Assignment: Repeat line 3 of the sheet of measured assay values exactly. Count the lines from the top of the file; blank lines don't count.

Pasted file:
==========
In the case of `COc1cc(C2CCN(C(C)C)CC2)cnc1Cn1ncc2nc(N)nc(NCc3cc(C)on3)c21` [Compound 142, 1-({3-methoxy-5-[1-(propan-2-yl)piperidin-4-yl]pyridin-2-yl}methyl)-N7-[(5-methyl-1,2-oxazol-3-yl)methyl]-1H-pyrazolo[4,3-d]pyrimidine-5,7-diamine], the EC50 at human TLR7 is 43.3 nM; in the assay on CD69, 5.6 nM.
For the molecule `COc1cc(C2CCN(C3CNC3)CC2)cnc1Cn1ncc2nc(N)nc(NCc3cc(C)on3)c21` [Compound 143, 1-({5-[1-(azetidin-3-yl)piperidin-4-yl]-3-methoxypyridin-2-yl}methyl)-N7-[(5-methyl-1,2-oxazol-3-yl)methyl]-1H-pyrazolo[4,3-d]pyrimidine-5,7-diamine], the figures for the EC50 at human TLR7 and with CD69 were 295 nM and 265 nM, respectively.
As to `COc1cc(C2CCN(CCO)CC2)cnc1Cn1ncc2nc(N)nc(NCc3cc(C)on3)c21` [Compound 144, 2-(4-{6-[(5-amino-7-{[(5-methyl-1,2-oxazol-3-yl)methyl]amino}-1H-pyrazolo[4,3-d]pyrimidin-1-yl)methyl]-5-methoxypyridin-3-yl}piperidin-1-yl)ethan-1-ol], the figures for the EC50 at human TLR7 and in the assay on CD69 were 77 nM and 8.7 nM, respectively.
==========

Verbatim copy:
As to `COc1cc(C2CCN(CCO)CC2)cnc1Cn1ncc2nc(N)nc(NCc3cc(C)on3)c21` [Compound 144, 2-(4-{6-[(5-amino-7-{[(5-methyl-1,2-oxazol-3-yl)methyl]amino}-1H-pyrazolo[4,3-d]pyrimidin-1-yl)methyl]-5-methoxypyridin-3-yl}piperidin-1-yl)ethan-1-ol], the figures for the EC50 at human TLR7 and in the assay on CD69 were 77 nM and 8.7 nM, respectively.